Don’t be blindsided by unexpected costs; calculate them now.
The Employee Benefits Research Institute has released a paper showing that even Medicare recipients will incur high medical costs in retirement. Depending on one’s marital status, the report estimates that retirees will need to save as much as $383,000 to have a 90% chance of being able to pay for their medical bills in old age.
A Medicare recipient should not expect Medicare to pay for all of their medical costs. EBRI created this projection model to estimate the fund’s Medicare recipients may require a reasonable chance of fulfilling their healthcare spending needs and to make these expenses more tangible.
How much money Medicare recipients will need to save for things like deductibles, premiums, and prescription medicines is investigated using a simulation model that considers variable factors like mortality and asset returns.
As shown by the study, a combined $318,000 in savings is required for a couple to have a 90% chance of covering their annual costs. The proportion was even higher for married people, who may have more significant pharmaceutical outlays.
Similarly, a new study found that a 65-year-old male enrollee in Medigap would require roughly $166,000 to be 90% confident he could fund his premiums and prescription medicines. A similar amount of money is necessary for a woman of the same age, but around $197,000.
Medicare’s costs can be high for the same reasons that healthcare, in general, can be pricey:
- Medicare is not immune to the rising healthcare expenses seen across the board in the United States. The cost of medical treatment to Medicare recipients has increased throughout the years due to the rising price of healthcare commodities like hospital stays, pharmaceuticals, and medical equipment.
- The growing number of Medicare recipients puts financial pressure on the program as the baby boomer generation ages—the expense of delivering healthcare rises in direct proportion to the number of people receiving it.
- Medicare recipients typically have extensive medical requirements and must pay a significant portion of their income for healthcare. Beneficiaries with severe illnesses like diabetes, heart disease, or cancer, for instance, may need extensive medical care that comes with a hefty price tag.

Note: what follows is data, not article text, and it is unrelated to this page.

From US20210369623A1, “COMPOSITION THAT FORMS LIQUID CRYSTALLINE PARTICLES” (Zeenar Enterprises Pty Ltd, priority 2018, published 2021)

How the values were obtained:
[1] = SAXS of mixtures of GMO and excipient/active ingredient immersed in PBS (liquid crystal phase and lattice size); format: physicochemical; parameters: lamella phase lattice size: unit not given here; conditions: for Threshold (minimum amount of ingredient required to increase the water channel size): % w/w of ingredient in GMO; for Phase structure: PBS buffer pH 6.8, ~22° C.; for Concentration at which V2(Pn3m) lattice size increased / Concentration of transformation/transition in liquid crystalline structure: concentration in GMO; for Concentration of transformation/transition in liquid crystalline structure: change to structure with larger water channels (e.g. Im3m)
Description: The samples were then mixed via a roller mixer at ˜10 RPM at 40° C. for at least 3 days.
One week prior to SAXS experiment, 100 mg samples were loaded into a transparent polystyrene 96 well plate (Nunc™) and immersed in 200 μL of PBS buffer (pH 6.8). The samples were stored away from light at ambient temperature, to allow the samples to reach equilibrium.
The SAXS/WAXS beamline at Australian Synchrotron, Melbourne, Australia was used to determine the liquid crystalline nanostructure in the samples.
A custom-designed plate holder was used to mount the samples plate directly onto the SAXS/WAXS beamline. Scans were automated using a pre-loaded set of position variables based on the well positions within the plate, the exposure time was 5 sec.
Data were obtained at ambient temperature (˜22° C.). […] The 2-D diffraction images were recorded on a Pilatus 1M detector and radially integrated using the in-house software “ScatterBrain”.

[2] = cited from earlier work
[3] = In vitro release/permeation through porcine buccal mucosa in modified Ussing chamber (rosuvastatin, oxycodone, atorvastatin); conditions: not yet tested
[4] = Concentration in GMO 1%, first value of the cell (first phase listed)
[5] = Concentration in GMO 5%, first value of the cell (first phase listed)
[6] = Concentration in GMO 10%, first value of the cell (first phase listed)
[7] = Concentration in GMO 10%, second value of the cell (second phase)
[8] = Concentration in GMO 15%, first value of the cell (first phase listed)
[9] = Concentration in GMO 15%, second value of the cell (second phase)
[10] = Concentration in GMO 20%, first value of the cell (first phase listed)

- Medicare’s high overhead is a direct result of the program’s complexity. The program’s administration, claims to process, and regulation enforcement can incur high administrative costs.
- Medicare, like any other major program, is susceptible to fraud and abuse because of its size. The cost of healthcare services and program administration can rise due to fraud and abuse.
Medicare’s price tag continues to rise for several interconnected reasons:
- Increased healthcare expenditures
- An older population
- More complicated health requirements
- Higher overhead
- Rampant fraud and abuse
If you want to start saving for Medicare, consider the following options:
- The sooner you begin setting money aside for Medicare, the better off you will be. Monthly contributions over time add up to a sizeable nest egg that can be used to pay for retirement medical expenses.
- Optimize your retirement savings: You should deposit as much money within reason into your 401(k) or IRA. These accounts allow you to save for retirement while receiving favorable tax treatment.
- You should consider opening an HSA: It’s possible to open an HSA if you have a high-deductible health insurance plan. You can pay for Medicare premiums and other medical expenses, such as copayments and deductibles, tax-free using funds saved in a health savings account (HSA).
- You must refrain from spending if you want more money toward your Medicare savings. Try to save money where you can, especially on extras like eating out, going to the movies, and taking vacations.
- Stay in the workforce for a more extended period to increase your income and your Medicare contributions.
- Make a budget that includes Medicare’s premiums and your share of any deductibles or copayments. Include Medicare premiums and out-of-pocket costs in your retirement budget planning. Recognizing these outlays will allow you to budget and save more wisely.
Remember that there is no universally applicable strategy for saving for Medicare because everyone’s circumstances are unique. A financial advisor or planner can help you create a plan tailored to your specific situation and needs.